is an award-winning Canadian Journalist and bestselling author. He has covered some of the biggest stories in Canada and abroad over the past thirty-five years. His book Murder at McDonald’s was lauded as one of Canada's best true crime titles. Somebody's Daughter takes readers inside the deadly world of human trafficking. Jessome lives in Halifax, where he is now taking decades of experience covering crime into the field of crime fiction.
lives in St. John's, Newfoundland. She is a member of The Port Authority writing group. Her first novel, The Boat People, has spent 10 consecutive weeks on the Canadian bestseller lists and was a 2018 CBC Canada Reads finalist.
grew up in rural Maine. He received a BA in Classics and an MFA in Creative Writing from Brown University (where he was the recipient of a national scholarship and a writing fellowship), and a diploma in Translation (French to English) from Concordia University. He is the author of Mopus (2008) and was named a “Writer to Watch” by CBC: Canada Writes. His new novel, Blood Fable, was a Globe & Mail pick for Most Anticipated Books of Fall 2017, and won the Thomas Raddall Atlantic Fiction Prize. Curran lives in Cape Breton, Nova Scotia, with his wife and two children.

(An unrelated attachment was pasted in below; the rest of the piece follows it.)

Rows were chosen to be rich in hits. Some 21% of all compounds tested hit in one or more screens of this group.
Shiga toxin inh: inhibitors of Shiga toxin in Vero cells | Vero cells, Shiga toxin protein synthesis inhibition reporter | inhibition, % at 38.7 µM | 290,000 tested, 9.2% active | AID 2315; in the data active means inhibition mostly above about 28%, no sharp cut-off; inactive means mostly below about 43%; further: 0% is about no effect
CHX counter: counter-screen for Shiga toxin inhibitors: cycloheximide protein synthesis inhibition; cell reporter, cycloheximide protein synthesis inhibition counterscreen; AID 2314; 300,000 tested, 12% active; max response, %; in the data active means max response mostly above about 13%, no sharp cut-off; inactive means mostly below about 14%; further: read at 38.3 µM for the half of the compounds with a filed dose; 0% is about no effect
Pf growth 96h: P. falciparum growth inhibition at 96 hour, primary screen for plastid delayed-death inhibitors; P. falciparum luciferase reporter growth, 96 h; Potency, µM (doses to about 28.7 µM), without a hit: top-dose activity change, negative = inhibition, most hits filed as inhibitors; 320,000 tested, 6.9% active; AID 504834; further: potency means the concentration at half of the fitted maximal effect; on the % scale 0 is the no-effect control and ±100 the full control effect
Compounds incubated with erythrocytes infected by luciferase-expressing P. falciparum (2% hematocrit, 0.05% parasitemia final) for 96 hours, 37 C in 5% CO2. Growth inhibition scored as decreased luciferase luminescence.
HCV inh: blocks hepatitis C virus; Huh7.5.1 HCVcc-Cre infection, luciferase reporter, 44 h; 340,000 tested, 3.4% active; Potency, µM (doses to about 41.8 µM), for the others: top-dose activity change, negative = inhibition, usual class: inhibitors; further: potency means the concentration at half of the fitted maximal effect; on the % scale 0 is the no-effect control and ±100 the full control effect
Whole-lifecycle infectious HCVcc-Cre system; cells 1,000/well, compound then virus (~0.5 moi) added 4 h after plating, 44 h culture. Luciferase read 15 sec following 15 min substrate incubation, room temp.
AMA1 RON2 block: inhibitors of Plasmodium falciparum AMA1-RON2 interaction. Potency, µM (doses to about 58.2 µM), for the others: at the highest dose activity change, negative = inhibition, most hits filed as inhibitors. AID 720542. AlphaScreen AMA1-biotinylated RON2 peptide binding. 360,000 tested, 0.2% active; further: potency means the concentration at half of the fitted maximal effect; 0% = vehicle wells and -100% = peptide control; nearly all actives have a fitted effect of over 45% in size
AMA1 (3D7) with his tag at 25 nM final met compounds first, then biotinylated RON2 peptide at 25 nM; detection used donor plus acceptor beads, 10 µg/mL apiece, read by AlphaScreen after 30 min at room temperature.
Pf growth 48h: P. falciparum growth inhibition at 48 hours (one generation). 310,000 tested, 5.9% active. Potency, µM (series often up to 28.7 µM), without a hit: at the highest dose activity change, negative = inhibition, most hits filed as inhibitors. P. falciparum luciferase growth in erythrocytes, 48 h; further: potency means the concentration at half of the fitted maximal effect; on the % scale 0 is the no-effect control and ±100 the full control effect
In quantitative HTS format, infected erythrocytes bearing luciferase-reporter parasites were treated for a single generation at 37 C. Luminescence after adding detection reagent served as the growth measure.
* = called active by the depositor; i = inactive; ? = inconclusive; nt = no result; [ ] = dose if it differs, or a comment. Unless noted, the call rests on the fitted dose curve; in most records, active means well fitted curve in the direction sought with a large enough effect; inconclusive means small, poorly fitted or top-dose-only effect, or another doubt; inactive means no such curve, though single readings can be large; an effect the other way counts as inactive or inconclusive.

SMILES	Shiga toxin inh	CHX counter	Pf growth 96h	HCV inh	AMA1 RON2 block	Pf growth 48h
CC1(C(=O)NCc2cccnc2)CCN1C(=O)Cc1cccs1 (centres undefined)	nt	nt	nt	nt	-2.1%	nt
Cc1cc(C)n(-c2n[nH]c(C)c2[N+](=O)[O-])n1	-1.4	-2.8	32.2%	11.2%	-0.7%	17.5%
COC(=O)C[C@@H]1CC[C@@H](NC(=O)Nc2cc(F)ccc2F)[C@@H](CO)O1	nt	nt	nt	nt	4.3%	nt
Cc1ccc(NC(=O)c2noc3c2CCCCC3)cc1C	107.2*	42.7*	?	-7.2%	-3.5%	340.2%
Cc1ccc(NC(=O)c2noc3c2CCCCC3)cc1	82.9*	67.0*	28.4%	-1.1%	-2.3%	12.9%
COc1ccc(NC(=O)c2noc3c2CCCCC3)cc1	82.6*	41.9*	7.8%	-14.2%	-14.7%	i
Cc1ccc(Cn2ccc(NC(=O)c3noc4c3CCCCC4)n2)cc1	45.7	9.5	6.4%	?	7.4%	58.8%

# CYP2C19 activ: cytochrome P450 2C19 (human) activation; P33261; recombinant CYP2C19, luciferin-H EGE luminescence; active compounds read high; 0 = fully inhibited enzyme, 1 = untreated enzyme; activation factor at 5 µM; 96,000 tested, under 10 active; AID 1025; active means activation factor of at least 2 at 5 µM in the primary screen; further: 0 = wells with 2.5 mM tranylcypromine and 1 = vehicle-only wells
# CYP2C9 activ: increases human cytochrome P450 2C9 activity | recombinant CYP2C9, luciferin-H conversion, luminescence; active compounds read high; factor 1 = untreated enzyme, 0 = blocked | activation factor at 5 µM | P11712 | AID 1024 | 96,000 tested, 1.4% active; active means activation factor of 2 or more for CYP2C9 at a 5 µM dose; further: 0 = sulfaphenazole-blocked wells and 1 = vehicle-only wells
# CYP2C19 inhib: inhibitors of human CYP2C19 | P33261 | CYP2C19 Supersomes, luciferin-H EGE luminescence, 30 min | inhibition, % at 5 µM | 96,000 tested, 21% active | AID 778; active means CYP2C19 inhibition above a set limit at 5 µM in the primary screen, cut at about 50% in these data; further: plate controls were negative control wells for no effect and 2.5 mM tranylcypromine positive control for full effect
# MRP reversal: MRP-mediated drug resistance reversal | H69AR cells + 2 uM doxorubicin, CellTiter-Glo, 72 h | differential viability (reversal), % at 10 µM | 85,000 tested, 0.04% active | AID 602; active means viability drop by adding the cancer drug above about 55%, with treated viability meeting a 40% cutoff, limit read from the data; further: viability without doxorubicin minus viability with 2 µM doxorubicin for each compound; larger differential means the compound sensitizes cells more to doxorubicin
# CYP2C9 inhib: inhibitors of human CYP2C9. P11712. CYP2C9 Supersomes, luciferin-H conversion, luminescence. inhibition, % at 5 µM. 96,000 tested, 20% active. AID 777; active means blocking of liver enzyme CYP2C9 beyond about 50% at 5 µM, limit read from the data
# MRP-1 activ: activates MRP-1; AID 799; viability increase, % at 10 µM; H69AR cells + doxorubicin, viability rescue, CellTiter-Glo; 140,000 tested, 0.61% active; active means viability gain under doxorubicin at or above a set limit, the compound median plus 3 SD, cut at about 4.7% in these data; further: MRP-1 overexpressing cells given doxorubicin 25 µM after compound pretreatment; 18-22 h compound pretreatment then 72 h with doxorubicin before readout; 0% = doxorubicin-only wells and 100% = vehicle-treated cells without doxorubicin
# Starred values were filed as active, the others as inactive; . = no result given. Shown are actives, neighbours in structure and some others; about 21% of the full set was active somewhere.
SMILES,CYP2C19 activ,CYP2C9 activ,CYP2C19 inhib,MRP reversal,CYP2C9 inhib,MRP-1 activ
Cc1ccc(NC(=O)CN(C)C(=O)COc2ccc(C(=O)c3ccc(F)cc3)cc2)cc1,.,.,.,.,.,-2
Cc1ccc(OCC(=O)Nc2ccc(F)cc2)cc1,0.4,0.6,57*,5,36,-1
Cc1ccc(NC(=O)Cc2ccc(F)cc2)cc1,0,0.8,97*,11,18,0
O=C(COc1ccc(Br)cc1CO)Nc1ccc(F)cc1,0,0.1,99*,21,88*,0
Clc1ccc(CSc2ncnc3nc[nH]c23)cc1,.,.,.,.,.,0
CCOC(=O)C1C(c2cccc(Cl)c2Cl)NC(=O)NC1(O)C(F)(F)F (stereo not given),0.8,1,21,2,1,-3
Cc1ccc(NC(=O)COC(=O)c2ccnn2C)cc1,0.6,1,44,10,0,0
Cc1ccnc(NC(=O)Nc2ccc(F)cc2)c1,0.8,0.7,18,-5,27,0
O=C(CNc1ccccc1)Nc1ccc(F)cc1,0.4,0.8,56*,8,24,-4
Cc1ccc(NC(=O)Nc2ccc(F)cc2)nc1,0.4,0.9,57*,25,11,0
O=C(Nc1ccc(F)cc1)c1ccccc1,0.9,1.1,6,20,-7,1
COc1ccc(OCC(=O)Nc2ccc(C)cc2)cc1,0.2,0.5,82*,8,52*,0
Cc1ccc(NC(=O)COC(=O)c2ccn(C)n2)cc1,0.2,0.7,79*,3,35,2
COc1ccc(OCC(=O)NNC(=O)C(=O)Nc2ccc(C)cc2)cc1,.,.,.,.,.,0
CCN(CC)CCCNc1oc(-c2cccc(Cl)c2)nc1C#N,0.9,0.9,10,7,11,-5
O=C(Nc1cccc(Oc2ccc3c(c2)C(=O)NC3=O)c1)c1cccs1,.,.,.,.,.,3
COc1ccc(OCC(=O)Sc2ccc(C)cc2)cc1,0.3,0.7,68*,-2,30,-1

is the publisher of McClelland & Stewart, and a vice president of Penguin Random House Canada, where he works with a broad range of authors such as Margaret Atwood, Linda Spalding, Michael Ondaatje, Omar El Akkad, Sharon Bala, and many more. Prior to joining M&S, he was the Arts editor of The Globe & Mail. Additionally, he’s worked as a senior editor at House of Anansi press, and was the managing editor of The Walrus magazine. He was born in Springfield, Illinois, but both his father and his partner are from Antigonish County. He will host the 2018 Cabot Trail Writers Festival.
Old Man Luedecke
is the real thing, a modern-day people’s poet and traveling bard and balladeer. He’s played around the world to a loving and increasing fan base, and won two Juno awards in the process. He has recorded more than a half dozen albums, including Tender Is the Night (which won Album of the Year at the East Coast Music Awards), Domestic Eccentric, and most recently, One Night Only! Live at the Chester Playhouse. The singer-songwriter and banjo player lives in Chester, Nova Scotia.